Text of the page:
Darwinian black box selection for resistance to settled invasive Varroa destructor parasites in honey bees.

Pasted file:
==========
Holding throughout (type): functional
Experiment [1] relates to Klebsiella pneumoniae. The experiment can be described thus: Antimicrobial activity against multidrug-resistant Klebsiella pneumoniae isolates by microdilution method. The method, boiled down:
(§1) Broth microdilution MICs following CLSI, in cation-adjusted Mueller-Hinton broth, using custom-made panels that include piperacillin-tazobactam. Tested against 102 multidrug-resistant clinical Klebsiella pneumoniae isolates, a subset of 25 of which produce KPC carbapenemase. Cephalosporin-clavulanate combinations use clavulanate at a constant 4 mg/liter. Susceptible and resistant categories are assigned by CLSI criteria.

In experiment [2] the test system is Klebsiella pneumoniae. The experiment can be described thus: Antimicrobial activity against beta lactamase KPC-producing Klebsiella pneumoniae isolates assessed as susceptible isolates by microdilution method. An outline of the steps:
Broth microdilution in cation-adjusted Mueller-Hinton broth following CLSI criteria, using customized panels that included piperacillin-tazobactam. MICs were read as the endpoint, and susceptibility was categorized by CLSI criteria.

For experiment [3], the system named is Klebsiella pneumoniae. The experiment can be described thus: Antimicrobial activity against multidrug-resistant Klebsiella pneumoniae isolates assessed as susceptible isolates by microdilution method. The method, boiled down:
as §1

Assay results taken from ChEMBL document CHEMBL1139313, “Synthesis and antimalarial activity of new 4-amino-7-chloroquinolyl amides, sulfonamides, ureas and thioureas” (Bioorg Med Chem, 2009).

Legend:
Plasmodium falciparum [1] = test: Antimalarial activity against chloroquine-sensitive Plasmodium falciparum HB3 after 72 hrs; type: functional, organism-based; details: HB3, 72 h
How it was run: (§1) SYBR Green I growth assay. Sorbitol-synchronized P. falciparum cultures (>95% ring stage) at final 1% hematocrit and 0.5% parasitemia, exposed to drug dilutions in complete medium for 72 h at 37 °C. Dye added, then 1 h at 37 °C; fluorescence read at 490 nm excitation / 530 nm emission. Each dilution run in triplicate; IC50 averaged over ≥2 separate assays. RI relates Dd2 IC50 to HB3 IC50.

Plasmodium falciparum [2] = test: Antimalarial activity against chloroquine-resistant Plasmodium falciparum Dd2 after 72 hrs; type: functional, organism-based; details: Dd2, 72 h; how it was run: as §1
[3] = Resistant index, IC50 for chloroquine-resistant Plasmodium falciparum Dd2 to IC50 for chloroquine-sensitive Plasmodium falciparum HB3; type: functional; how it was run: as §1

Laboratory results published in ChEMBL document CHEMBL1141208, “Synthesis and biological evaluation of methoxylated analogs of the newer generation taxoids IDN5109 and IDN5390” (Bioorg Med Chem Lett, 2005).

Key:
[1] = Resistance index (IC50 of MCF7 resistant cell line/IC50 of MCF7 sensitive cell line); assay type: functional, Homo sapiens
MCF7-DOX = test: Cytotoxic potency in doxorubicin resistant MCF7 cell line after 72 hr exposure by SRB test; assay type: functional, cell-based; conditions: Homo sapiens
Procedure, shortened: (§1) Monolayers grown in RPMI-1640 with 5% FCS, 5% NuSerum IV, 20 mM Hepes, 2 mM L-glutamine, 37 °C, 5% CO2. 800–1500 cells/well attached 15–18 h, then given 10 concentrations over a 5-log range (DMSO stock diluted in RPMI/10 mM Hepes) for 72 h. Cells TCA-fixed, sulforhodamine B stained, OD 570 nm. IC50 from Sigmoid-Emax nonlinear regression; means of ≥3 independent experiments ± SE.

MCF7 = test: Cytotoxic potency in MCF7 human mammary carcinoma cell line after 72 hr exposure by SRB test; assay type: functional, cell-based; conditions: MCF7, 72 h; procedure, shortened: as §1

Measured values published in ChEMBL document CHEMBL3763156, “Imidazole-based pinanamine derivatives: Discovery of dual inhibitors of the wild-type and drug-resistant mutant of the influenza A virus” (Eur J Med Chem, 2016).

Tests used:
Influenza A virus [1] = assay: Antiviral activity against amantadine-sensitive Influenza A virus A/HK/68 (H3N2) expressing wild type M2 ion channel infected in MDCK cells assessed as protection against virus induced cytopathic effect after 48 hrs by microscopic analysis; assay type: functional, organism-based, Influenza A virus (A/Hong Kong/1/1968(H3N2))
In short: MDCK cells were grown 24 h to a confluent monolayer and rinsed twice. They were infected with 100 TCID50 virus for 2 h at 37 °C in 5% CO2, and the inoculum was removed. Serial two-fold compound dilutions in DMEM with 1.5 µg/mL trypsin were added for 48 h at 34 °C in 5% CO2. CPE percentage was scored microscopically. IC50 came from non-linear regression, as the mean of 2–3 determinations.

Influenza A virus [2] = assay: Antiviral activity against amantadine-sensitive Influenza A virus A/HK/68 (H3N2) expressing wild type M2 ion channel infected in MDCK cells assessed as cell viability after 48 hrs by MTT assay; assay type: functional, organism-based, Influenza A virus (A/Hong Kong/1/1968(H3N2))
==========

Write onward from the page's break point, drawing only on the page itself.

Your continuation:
Established invasive species can pose a continuous threat to biodiversity and food security, thereby calling for sustainable mitigation. There is a consensus that the ubiquitous ecto-parasitic mite Varroa destructor, an invasive species from Asia, is the main biological threat to global apiculture with Apis mellifera. V. destructor has almost completely wiped out wild European honey bee (Apis mellifera) populations. The only remedy for apiculture, to date, is frequent control measures against the mite throughout the season, which prevents possible adaptations. While targeted breeding efforts have, so far, not achieved the selection of tolerant or resistant bees, natural selection approaches have succeeded at least seven times. Here, we propose to take advantage of natural selection for honey bee resistance by stopping mite treatment in managed colonies. The main principles are within population mating of the colonies' own virgin queens and drones and selection based on survival and proliferous development of colonies. Being used for 10 years, it has shown to result in grosso modo 'normal' colonies with a high level of resistance to V. destructor. Here, we call for local groups of beekeepers and scientists to join a novel natural selection program that has started so far on three locations. This will eventually lead to several locally adapted V. destructor resistant honey bee populations around the world, and help global apiculture becoming more sustainable.